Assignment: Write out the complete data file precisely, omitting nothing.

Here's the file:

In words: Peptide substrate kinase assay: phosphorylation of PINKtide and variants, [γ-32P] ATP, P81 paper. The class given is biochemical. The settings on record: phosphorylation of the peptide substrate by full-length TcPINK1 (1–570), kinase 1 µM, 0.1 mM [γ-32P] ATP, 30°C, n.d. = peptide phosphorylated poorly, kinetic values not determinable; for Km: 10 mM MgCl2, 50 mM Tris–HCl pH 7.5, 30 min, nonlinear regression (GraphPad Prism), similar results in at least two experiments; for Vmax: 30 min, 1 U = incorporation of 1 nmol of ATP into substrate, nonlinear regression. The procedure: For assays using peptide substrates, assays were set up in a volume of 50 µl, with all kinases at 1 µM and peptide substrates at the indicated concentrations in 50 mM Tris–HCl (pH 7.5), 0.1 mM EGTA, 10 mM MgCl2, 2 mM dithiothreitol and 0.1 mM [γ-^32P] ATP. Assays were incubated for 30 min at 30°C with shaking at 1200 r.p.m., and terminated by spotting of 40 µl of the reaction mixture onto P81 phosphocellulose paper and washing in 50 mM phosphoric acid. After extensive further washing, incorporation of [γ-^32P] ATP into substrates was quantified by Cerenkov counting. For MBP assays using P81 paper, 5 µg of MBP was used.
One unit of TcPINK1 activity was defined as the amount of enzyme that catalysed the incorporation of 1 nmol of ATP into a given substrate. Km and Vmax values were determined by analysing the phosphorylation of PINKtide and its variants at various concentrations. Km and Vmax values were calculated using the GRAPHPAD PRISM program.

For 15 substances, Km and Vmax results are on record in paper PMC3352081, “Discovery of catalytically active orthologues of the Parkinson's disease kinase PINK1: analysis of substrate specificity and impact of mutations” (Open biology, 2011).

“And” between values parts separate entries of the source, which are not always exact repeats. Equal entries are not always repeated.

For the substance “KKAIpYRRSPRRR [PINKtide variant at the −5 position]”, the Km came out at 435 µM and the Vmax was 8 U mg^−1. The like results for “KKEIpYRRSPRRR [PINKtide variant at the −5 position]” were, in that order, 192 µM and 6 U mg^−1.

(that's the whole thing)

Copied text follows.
In words: Peptide substrate kinase assay: phosphorylation of PINKtide and variants, [γ-32P] ATP, P81 paper. The class given is biochemical. The settings on record: phosphorylation of the peptide substrate by full-length TcPINK1 (1–570), kinase 1 µM, 0.1 mM [γ-32P] ATP, 30°C, n.d. = peptide phosphorylated poorly, kinetic values not determinable; for Km: 10 mM MgCl2, 50 mM Tris–HCl pH 7.5, 30 min, nonlinear regression (GraphPad Prism), similar results in at least two experiments; for Vmax: 30 min, 1 U = incorporation of 1 nmol of ATP into substrate, nonlinear regression. The procedure: For assays using peptide substrates, assays were set up in a volume of 50 µl, with all kinases at 1 µM and peptide substrates at the indicated concentrations in 50 mM Tris–HCl (pH 7.5), 0.1 mM EGTA, 10 mM MgCl2, 2 mM dithiothreitol and 0.1 mM [γ-^32P] ATP. Assays were incubated for 30 min at 30°C with shaking at 1200 r.p.m., and terminated by spotting of 40 µl of the reaction mixture onto P81 phosphocellulose paper and washing in 50 mM phosphoric acid. After extensive further washing, incorporation of [γ-^32P] ATP into substrates was quantified by Cerenkov counting. For MBP assays using P81 paper, 5 µg of MBP was used.
One unit of TcPINK1 activity was defined as the amount of enzyme that catalysed the incorporation of 1 nmol of ATP into a given substrate. Km and Vmax values were determined by analysing the phosphorylation of PINKtide and its variants at various concentrations. Km and Vmax values were calculated using the GRAPHPAD PRISM program.

For 15 substances, Km and Vmax results are on record in paper PMC3352081, “Discovery of catalytically active orthologues of the Parkinson's disease kinase PINK1: analysis of substrate specificity and impact of mutations” (Open biology, 2011).

“And” between values parts separate entries of the source, which are not always exact repeats. Equal entries are not always repeated.

For the substance “KKAIpYRRSPRRR [PINKtide variant at the −5 position]”, the Km came out at 435 µM and the Vmax was 8 U mg^−1. The like results for “KKEIpYRRSPRRR [PINKtide variant at the −5 position]” were, in that order, 192 µM and 6 U mg^−1.